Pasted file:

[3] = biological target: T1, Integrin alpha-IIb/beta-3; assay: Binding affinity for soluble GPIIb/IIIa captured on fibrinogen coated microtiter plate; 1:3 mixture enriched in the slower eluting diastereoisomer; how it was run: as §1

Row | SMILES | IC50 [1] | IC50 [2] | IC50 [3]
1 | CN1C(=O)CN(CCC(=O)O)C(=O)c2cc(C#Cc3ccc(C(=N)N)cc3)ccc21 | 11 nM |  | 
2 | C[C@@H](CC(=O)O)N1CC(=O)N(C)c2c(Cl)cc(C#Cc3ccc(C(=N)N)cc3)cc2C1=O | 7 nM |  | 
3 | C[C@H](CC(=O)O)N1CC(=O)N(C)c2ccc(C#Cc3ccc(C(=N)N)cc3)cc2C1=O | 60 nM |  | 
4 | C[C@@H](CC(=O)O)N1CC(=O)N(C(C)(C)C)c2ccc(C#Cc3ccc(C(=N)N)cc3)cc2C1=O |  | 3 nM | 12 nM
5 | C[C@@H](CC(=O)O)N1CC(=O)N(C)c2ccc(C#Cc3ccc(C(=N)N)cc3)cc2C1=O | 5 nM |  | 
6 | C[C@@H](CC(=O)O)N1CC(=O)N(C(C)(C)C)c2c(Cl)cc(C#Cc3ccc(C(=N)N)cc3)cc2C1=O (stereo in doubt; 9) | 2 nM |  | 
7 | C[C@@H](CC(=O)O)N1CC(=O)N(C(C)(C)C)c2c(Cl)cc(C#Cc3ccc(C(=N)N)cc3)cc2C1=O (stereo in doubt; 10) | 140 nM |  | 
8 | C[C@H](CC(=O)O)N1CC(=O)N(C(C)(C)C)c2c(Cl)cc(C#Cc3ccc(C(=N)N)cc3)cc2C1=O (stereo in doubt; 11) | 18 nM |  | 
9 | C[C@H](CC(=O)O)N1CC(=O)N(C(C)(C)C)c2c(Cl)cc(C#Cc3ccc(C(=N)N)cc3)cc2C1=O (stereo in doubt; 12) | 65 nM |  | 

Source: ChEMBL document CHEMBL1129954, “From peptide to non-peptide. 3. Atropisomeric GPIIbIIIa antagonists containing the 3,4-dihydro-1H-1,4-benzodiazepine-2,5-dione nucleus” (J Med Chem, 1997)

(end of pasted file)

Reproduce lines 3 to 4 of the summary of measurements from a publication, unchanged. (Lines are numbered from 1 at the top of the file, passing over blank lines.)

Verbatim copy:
1 | CN1C(=O)CN(CCC(=O)O)C(=O)c2cc(C#Cc3ccc(C(=N)N)cc3)ccc21 | 11 nM |  | 
2 | C[C@@H](CC(=O)O)N1CC(=O)N(C)c2c(Cl)cc(C#Cc3ccc(C(=N)N)cc3)cc2C1=O | 7 nM |  | 